Book Review

Persepolis by Marjane Satrapi

Photo on 11-09-2015 at 15.57

Iran. Who knows much about it? We’ve all seen Argo, we’ve all heard of nuclear weapons, we’re all aware that the Persian empire was one of the largest and most important in the ancient world. I say “we”, I’m just talking about myself.*

Persepolis is a famous graphic novel, one of the ones that it’s acceptable for “cool” people to own non-ironically. It is drawn in a simple black and white style and tells the autobiographical story of Marjane Satrapi’s youth – her childhood in Iran as it shifted from a wealthy, Westernised country into a repressive, fundamentalism state, her half-decade out of the country during her teenage years (spent in Austria) and her return to Iran as a directionless young adult: her ideas more confused, the Islamic regime’s rules ever more rigid.

What are the general levels of knowledge about recent history in Iran? This “review” may become a short, informal, historical essay (for a bit), just to warn you.

Iran was a wealthy, democratic, oil-producing country up until just after the Second World War, when British and US interests were piqued by the black gold. In retaliation to foreign efforts to suck off all the oil money produced in Iran, the Iranian Prime Minister nationalised the oil industry. Naturally, this did not go down well, and those kooky internationals funded a coup d’etat to install the son of the previous, undemocratic, leader as Emperor. The power went to his head and (though society was in many ways more permissive than it would be afterwards) political thought was highly frowned upon. It was a West-sanctioned dictatorship that contained lots of political prisoners who ended up permanently disappeared, and anyone pro-democracy had to flee or hide their opinions. However, women were allowed to walk in the streets without a veil on, universities were places of education, not religious doctrine, men did not have to wear beards, and people of differing religions were able to live in (undemocratic) harmony with each other.

Eventually, things had to snap, and revolution broke out in 1979. And then, in pretty much EXACTLY THE SAME WAY AS IN SYRIA TODAY, YO, the revolution got hijacked from the intellectuals by the right-wing, traditionalist Islamists, and within a couple of years the country banned women’s right to a divorce, banned women’s hair from public view, normalised treating women as second class citizens, normalised mass executions for people who protested, normalised re-education** sites for anyone the state believed to be subversive, banned international travel (for a few years, not forever – they didn’t want to be too repressive), banned alcohol and dancing, banned Western music, banned un-gender-segregated schools, banned the depiction of women without veils, banned political as well as religious dissent and all round tried to make life shit for everyone who wasn’t a hardline right wing Iranian Muslim male.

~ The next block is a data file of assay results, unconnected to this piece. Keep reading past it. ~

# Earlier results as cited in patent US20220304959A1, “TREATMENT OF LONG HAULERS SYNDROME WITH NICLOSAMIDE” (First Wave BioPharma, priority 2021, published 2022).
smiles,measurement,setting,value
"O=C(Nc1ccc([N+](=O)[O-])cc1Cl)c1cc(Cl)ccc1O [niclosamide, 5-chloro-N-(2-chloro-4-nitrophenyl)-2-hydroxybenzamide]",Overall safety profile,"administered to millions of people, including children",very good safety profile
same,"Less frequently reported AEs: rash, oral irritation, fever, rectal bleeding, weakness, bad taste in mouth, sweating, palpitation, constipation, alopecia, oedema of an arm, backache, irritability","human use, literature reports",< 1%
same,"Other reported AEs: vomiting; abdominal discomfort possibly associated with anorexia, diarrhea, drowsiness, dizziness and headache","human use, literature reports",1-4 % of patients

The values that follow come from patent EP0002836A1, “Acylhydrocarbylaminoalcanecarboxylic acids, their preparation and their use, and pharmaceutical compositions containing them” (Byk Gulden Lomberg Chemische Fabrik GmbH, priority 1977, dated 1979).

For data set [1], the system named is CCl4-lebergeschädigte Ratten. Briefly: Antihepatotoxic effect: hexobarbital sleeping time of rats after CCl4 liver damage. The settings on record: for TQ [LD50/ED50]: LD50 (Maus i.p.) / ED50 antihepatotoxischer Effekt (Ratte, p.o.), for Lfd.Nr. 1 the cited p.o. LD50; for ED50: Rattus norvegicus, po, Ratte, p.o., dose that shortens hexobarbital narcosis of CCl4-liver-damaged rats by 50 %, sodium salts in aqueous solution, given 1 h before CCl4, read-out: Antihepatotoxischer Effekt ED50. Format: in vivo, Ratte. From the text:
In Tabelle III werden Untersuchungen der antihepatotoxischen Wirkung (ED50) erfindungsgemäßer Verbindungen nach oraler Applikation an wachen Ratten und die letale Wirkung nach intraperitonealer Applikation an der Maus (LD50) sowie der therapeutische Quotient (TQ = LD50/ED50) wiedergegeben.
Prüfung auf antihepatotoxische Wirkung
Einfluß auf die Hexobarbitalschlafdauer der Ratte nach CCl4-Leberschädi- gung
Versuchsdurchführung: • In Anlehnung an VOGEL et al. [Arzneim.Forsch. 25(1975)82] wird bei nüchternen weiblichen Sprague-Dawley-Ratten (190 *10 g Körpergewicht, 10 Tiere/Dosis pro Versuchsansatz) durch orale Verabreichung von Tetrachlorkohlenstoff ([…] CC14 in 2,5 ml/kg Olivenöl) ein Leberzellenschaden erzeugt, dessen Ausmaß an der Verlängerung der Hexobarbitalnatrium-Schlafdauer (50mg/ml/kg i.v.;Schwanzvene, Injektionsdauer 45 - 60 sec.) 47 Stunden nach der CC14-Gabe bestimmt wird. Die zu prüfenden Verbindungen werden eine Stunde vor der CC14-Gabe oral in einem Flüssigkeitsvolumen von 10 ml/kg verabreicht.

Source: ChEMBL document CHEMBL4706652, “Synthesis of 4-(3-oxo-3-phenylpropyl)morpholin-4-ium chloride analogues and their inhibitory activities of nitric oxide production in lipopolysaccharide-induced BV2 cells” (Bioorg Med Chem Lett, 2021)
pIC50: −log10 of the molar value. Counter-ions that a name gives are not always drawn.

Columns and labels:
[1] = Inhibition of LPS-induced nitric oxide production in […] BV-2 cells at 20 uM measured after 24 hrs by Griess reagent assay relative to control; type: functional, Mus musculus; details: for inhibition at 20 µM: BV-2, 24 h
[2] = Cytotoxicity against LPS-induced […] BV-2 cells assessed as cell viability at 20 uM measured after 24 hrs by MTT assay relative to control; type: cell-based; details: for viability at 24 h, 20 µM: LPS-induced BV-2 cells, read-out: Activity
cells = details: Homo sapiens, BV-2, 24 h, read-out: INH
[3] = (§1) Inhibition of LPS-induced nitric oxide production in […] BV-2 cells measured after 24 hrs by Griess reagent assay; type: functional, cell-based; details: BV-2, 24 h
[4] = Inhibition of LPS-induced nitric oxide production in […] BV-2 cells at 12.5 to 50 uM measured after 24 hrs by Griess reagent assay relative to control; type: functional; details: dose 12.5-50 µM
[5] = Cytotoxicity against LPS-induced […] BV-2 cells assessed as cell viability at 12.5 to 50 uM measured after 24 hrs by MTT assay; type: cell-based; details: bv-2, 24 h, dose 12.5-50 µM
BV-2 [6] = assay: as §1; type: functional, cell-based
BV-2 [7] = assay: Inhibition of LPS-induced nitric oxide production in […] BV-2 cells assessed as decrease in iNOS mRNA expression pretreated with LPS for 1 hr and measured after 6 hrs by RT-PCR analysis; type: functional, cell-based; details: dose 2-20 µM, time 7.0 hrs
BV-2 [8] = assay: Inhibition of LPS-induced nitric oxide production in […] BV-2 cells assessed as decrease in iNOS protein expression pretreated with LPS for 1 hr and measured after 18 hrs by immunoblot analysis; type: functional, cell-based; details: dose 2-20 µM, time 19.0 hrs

Marjane Satrapi was none of those things. A child under the more modernised dictatorship before the revolution, she grew up used to being friends with boys, not having to cover her hair and knowing adult women who were able to express their opinions. She did – and, as always with this blog, it comes down to class – come from a wealthy background, her father an engineer and her grandfather one of the many sons of the former royals deposed by the democratic Iranians earlier in the century. Her parents are liberal. They travel abroad, they have friends all over the world, they drink, they like to dance, they respect their daughter as an individual and want her to have a life better than the future looks set to hold after the Islamic Revolution. (Why the present tense, I ask I myself?)